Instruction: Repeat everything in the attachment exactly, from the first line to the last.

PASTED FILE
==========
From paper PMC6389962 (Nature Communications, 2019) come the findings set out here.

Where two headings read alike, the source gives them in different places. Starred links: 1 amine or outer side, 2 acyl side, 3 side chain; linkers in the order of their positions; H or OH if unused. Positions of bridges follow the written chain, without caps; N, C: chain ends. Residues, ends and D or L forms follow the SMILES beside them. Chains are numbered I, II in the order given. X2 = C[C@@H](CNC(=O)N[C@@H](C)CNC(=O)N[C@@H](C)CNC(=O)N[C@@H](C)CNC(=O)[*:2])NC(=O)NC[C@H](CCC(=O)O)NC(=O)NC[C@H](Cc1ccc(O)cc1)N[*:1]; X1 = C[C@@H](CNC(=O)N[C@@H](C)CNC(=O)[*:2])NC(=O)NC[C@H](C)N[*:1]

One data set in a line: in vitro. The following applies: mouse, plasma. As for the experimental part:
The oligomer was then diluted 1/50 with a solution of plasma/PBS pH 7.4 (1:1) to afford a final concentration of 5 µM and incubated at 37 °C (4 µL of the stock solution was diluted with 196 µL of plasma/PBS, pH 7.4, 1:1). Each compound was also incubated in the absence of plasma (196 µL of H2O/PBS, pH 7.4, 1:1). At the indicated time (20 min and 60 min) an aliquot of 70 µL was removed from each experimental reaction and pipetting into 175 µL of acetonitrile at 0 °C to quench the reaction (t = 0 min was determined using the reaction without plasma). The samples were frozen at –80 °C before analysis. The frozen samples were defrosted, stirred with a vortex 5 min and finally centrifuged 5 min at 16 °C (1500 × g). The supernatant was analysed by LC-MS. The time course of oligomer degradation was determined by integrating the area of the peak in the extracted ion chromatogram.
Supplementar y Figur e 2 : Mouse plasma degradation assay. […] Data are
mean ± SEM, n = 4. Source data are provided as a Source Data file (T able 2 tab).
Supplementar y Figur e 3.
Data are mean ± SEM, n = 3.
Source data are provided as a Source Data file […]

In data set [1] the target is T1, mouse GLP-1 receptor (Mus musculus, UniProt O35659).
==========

From paper PMC6389962 (Nature Communications, 2019) come the findings set out here.

Where two headings read alike, the source gives them in different places. Starred links: 1 amine or outer side, 2 acyl side, 3 side chain; linkers in the order of their positions; H or OH if unused. Positions of bridges follow the written chain, without caps; N, C: chain ends. Residues, ends and D or L forms follow the SMILES beside them. Chains are numbered I, II in the order given. X2 = C[C@@H](CNC(=O)N[C@@H](C)CNC(=O)N[C@@H](C)CNC(=O)N[C@@H](C)CNC(=O)[*:2])NC(=O)NC[C@H](CCC(=O)O)NC(=O)NC[C@H](Cc1ccc(O)cc1)N[*:1]; X1 = C[C@@H](CNC(=O)N[C@@H](C)CNC(=O)[*:2])NC(=O)NC[C@H](C)N[*:1]

One data set in a line: in vitro. The following applies: mouse, plasma. As for the experimental part:
The oligomer was then diluted 1/50 with a solution of plasma/PBS pH 7.4 (1:1) to afford a final concentration of 5 µM and incubated at 37 °C (4 µL of the stock solution was diluted with 196 µL of plasma/PBS, pH 7.4, 1:1). Each compound was also incubated in the absence of plasma (196 µL of H2O/PBS, pH 7.4, 1:1). At the indicated time (20 min and 60 min) an aliquot of 70 µL was removed from each experimental reaction and pipetting into 175 µL of acetonitrile at 0 °C to quench the reaction (t = 0 min was determined using the reaction without plasma). The samples were frozen at –80 °C before analysis. The frozen samples were defrosted, stirred with a vortex 5 min and finally centrifuged 5 min at 16 °C (1500 × g). The supernatant was analysed by LC-MS. The time course of oligomer degradation was determined by integrating the area of the peak in the extracted ion chromatogram.
Supplementar y Figur e 2 : Mouse plasma degradation assay. […] Data are
mean ± SEM, n = 4. Source data are provided as a Source Data file (T able 2 tab).
Supplementar y Figur e 3.
Data are mean ± SEM, n = 3.
Source data are provided as a Source Data file […]

In data set [1] the target is T1, mouse GLP-1 receptor (Mus musculus, UniProt O35659).